|Students gather in Tuskegee for "War on Earth" Presentation|
Tuskegee, Alabama - January, 2014
We took our traveling Power Point Presentation on Militarism’s Environmental Impact in the South to Tuskegee, Alabama, on the Martin Luther King, Jr. holiday. We were warmly welcomed by community members, students and faculty from the historic Tuskegee University.
We enjoyed an insiders’ tour with Tuskegee University Alumna Norma Jackson, active with the Alabama New South Coalition. We met with Mujah Shakir, a Professor at Tuskegee and faculty adviser for the Black Belt Deliberative Dialog Group whose focus is to "foster and encourage thinking and acting on important issues that are of past, present and future interest to area residents." One project involved meeting and interviewing surviving family members of those harmed by the infamous Tuskegee Syphilis Experiment, a study of untreated syphilis in black males — primarily from Macon County — that was finally made public and ended in 1972.
We also met Attorney Lateefah Muhammad, who has thrown her hat in the ring for District Court Judge in Macon County. These women are powerful voices for justice and change.Tuskegee is a point of light and sacred ground in the constellation of hard fought battles to undo the structural racism of Southern Apartheid. The struggles are ongoing.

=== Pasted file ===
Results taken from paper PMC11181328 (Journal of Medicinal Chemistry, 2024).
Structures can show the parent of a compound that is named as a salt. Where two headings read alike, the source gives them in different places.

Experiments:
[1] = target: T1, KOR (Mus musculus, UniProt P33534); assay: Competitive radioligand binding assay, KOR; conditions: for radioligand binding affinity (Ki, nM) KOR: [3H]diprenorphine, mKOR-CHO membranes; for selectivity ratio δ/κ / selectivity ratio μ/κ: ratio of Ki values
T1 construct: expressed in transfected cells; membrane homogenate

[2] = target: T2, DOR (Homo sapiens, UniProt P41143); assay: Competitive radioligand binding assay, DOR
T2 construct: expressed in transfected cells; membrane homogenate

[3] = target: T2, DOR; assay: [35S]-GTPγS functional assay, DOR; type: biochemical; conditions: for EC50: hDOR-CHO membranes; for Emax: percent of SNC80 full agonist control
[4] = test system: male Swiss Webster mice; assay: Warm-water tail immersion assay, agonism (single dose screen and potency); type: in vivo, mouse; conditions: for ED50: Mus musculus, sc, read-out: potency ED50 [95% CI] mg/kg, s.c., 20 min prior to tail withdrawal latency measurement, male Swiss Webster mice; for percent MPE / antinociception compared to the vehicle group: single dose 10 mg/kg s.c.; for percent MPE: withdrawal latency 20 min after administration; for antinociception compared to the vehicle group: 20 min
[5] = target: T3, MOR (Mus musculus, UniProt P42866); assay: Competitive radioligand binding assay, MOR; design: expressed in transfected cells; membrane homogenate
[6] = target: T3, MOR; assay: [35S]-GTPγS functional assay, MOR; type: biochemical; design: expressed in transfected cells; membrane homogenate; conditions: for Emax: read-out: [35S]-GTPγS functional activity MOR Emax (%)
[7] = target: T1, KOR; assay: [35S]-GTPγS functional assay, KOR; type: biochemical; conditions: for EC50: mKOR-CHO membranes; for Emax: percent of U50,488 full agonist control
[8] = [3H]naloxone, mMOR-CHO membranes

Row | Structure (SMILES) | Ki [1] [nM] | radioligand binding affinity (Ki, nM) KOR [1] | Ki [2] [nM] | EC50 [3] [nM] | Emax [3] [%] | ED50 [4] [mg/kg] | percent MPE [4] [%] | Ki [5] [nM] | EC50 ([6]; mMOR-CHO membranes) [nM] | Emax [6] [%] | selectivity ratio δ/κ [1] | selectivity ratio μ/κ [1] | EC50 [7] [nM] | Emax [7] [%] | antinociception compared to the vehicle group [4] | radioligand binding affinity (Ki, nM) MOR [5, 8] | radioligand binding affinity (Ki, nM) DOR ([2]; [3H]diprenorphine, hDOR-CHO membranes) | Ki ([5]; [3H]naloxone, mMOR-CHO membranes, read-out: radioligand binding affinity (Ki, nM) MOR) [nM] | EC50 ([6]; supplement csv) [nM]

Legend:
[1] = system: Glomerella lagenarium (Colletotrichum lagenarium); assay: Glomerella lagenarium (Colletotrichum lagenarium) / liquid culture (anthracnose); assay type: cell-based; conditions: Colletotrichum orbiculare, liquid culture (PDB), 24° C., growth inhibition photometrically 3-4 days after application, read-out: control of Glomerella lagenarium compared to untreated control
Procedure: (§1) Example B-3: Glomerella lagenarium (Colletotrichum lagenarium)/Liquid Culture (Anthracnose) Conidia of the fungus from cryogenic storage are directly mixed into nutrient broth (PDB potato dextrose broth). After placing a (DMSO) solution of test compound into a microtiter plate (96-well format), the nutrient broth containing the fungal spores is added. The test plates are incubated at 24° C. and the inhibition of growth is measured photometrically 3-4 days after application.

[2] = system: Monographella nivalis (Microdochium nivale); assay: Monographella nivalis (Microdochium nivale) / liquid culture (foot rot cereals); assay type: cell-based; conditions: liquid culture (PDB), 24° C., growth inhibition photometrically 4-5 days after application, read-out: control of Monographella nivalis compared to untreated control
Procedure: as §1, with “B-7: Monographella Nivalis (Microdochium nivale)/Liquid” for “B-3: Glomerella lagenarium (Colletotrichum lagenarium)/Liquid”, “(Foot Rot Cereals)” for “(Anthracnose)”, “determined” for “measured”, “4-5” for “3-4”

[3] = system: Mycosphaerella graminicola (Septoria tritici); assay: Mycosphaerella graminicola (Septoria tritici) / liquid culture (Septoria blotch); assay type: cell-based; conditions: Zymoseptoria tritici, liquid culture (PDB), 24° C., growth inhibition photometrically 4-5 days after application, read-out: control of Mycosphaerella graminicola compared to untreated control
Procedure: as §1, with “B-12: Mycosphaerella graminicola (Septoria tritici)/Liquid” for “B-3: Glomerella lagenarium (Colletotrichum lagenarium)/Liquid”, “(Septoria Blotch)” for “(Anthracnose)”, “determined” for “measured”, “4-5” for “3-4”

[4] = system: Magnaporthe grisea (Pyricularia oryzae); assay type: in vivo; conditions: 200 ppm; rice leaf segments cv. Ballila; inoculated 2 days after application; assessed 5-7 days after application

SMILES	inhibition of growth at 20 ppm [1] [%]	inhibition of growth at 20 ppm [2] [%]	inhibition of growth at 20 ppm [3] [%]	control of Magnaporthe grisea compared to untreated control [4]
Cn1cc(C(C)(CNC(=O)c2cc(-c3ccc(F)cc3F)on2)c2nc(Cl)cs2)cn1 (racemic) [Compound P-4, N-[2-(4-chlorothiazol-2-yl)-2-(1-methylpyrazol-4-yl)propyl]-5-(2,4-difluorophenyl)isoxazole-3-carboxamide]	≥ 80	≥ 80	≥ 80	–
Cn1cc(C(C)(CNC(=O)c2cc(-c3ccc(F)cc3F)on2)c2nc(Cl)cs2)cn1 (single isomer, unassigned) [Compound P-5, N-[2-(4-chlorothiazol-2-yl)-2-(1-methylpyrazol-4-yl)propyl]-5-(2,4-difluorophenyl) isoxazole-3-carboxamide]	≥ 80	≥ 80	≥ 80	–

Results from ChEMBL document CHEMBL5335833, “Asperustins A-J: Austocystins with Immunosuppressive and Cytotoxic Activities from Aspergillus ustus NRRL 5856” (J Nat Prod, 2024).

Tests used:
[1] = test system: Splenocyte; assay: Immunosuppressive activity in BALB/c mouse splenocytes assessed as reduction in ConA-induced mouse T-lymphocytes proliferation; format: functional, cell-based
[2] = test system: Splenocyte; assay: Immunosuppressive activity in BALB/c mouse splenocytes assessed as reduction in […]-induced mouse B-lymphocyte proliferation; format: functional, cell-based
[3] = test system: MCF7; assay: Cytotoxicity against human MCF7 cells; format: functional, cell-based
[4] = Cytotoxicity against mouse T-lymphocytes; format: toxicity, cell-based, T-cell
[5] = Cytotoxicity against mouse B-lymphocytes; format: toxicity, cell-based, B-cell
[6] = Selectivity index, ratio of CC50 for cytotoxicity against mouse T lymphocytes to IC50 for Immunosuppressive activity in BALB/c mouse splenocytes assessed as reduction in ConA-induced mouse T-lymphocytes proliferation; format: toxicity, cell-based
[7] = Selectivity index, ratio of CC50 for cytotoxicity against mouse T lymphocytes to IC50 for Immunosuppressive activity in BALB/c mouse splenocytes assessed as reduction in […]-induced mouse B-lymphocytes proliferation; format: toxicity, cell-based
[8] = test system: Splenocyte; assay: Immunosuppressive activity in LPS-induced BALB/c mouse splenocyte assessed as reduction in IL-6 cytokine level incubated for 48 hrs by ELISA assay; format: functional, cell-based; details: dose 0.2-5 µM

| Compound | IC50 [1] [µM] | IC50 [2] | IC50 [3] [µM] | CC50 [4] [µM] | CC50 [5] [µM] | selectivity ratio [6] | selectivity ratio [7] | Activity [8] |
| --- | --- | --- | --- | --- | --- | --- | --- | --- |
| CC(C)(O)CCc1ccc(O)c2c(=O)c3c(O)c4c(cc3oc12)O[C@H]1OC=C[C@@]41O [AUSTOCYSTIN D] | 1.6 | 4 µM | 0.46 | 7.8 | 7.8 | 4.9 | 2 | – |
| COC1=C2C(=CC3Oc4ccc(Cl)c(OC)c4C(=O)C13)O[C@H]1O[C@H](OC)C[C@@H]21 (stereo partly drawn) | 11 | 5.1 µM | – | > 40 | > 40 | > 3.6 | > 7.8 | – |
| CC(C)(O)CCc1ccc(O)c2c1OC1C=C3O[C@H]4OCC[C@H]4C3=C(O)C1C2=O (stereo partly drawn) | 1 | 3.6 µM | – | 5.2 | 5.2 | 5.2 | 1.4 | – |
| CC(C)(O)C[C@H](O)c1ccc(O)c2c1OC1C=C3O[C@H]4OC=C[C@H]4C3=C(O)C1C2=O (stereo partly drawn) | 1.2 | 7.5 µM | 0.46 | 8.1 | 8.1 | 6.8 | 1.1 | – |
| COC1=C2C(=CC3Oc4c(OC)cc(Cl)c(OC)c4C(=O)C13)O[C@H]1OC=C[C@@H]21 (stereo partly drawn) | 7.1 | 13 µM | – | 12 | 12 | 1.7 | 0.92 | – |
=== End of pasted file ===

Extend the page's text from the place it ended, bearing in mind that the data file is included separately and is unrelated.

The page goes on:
|Lateefah, Clare, Mujah and Norma in Tuskegee|
The sprawling, now gated campus, founded as Tuskegee Institute by Booker T. Washington in 1881, is situated in Macon County, part of Alabama’s predominantly African-American Black Belt region, so-called because of the abundant rich and fertile black soil, the legacy of slavery with the plantation agriculture system of the 19th century, and the remarkable 20th century Civil Rights revolution. The region is rich with Southern cultural history, yet in this 21st century, Alabama’s Black Belt continues to struggle with economic depression and dire socioeconomic conditions.
|Confederate Soldier in Tuskegee|
Civil Rights legend,102 year old Amelia Boynton Robinson, a lead organizer and participant in the Selma Voting Rights Movement, also makes her home in Tuskegee.
|Mrs. Amelia Boynton Robinson|
In our presentations throughout the South we always encourage our audience to interrupt us with questions and add any personal insights brought forth by the material – and this crowd did just that.
You mean we keep a U.S. stockpile of the same chemical weapons that we object to in Syria? One student asked. Yes, we do.
What college funding sources are available other than through ROTC and early enlistment programs? Another student wanted to know.A good question, but one we did not have an easy answer for. Students everywhere face the prospect of long-term and crippling debt in pursuit of an education.
When we highlighted the Marine Corps’ 30-year cover up of contamination of Marine family housing drinking water, at Camp Lejeune, N.C. a young Tuskegee Airman, home for a break, said, “… my Sergeant recommends we use bottled water and not drink from the base’s water supply.”